You can replay all the Spyro games, or you may want to introduce your kids to something more family friendly than Fortnite. They were remastered and re-released in 2018 with updated graphics and audio.


Legacy of Kain: Soul Reaver, PlayStation/Dreamcast (1999)

From one side of the gaming spectrum to another. We loved this game’s darkness as much as we loved Spyro’s colourful optimism. Raziel, a vampire noble, is cast down to the underworld by his king Kain, who grew jealous when Raziel evolved to have wings. After years lying unconscious while his body decays, he is handed a new job by a god: revenge!

Soul Reaver was atmospheric and moody with excellent voice acting and eerie music. We loved solving its puzzles between the material and the spectral realms, and sucking down souls of the recently departed. And the story took so many twists and turns on separate timelines that we had to spend time contemplating who and when we were.

The following games in Raziel’s Legacy of Kain series, Soul Reaver II and Defiance carried on the story, but fizzled out when the studio ran into problems. We are still waiting for Raziel’s tale to pick up where it left off.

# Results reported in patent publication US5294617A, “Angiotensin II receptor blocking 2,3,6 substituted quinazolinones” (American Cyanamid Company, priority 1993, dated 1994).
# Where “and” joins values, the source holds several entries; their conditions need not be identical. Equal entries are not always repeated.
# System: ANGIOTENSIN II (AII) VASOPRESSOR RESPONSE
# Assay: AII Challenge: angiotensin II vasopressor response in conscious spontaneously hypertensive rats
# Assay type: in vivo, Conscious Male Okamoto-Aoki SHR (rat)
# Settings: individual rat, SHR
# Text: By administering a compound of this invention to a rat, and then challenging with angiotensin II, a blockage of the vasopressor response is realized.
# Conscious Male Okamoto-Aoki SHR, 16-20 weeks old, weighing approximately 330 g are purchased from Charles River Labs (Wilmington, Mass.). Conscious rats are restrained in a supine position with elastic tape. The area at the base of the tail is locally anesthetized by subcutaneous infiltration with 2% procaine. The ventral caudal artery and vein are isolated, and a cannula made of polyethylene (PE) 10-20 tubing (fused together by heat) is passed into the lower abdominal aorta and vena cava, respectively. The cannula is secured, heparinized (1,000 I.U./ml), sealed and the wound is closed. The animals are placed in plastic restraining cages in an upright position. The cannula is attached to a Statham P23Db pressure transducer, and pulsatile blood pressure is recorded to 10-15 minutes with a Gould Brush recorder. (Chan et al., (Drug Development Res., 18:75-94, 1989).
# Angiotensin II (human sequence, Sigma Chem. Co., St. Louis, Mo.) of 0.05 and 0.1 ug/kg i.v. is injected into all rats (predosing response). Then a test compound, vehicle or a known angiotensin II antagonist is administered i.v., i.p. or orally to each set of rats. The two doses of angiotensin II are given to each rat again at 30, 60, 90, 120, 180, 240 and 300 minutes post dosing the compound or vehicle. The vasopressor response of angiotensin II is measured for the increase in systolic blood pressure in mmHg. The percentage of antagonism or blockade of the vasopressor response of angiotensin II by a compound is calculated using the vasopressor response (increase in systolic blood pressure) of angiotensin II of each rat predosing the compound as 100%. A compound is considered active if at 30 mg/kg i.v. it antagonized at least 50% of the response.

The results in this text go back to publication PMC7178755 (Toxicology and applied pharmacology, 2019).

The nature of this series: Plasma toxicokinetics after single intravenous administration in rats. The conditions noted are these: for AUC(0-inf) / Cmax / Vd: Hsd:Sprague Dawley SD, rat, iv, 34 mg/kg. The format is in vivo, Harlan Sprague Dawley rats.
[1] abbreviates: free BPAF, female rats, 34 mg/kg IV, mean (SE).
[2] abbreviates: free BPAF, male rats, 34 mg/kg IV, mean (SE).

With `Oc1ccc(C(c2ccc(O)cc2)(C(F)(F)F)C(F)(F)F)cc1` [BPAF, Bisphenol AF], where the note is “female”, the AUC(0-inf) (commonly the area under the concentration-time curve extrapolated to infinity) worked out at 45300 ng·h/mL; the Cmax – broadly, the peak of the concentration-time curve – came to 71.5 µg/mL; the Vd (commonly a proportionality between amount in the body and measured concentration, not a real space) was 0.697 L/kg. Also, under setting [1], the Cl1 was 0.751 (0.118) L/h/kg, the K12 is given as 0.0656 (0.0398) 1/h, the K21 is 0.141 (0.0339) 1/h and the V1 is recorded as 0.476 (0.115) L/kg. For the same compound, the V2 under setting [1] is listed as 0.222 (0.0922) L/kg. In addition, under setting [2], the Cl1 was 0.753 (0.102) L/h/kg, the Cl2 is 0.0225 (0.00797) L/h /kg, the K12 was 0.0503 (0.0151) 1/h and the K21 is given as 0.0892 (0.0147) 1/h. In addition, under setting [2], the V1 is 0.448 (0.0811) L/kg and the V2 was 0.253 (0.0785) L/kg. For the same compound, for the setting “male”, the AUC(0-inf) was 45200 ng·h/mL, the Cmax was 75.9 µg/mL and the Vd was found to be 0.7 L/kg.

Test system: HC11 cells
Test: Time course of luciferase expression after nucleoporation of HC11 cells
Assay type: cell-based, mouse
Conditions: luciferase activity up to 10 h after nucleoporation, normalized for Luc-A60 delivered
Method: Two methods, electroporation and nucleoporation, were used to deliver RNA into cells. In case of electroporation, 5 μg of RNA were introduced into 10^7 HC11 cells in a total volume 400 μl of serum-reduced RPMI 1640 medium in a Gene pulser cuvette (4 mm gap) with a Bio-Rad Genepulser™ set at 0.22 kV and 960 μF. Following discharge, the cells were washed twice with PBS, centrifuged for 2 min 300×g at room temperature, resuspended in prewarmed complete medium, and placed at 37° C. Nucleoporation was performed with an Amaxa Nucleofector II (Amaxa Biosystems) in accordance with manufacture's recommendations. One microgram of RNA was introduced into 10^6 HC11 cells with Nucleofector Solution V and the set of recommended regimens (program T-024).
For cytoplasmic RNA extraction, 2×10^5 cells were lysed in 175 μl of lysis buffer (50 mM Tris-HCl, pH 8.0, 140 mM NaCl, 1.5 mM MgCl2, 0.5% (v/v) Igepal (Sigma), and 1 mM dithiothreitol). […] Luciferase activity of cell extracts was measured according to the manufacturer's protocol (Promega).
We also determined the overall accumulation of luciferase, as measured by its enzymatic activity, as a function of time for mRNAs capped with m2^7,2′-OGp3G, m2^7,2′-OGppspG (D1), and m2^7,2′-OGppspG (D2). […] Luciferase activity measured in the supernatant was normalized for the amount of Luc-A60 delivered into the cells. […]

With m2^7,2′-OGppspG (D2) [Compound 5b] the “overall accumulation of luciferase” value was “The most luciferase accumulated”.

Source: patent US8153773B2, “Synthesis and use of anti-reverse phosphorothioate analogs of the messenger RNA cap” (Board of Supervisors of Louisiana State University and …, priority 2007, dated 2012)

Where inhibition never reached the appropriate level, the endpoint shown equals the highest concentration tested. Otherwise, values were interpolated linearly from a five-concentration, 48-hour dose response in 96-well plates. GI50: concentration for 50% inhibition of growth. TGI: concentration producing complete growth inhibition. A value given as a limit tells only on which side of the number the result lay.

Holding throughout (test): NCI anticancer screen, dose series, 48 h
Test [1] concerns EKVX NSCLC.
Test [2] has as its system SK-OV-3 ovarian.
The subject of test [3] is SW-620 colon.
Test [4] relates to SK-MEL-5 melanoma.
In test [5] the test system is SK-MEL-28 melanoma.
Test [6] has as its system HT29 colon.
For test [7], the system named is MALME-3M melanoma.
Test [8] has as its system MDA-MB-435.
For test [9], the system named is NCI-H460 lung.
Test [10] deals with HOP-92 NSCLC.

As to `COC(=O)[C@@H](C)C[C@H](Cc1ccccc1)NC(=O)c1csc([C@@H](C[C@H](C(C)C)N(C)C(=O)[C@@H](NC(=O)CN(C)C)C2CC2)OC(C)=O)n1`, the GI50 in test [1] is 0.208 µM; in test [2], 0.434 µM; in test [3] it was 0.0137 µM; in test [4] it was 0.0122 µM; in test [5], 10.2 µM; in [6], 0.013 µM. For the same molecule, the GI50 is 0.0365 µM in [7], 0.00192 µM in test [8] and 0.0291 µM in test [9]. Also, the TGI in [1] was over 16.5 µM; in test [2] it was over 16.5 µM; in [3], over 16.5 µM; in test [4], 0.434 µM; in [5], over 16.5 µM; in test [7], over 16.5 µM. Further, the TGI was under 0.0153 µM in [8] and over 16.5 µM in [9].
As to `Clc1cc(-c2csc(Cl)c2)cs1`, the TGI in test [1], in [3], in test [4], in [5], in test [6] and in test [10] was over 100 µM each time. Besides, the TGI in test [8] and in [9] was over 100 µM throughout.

The Legend of Zelda: Ocarina of Time, N64 (1998)

Another of the N64’s top sellers, though this was the fifth Zelda game, this was the first time many of us went to Hyrule in 3D.

As Link, a wandering adventurer, you have to save the land from evil king Ganondorf who is trying to become invincible with the Triforce relic. Princess Zelda tasks you with finding it before he does.

You learn how to solve musical puzzles with your trusty ocarina (some kind of wind instrument) that lets you win new items and teleport places.

If you are loving Breath of the Wild on Switch or Wii U, we recommend you try this one out too.


Tomb Raider, Sega Saturn/PlayStation/PC (1996)

Tomb Raider was the debut of the character Lara Croft, the pixelated sexy archaeologist, who carries pistols and uzis when searching ruins for artefacts. Several games and movies later, she is still an iconic piece of gaming culture.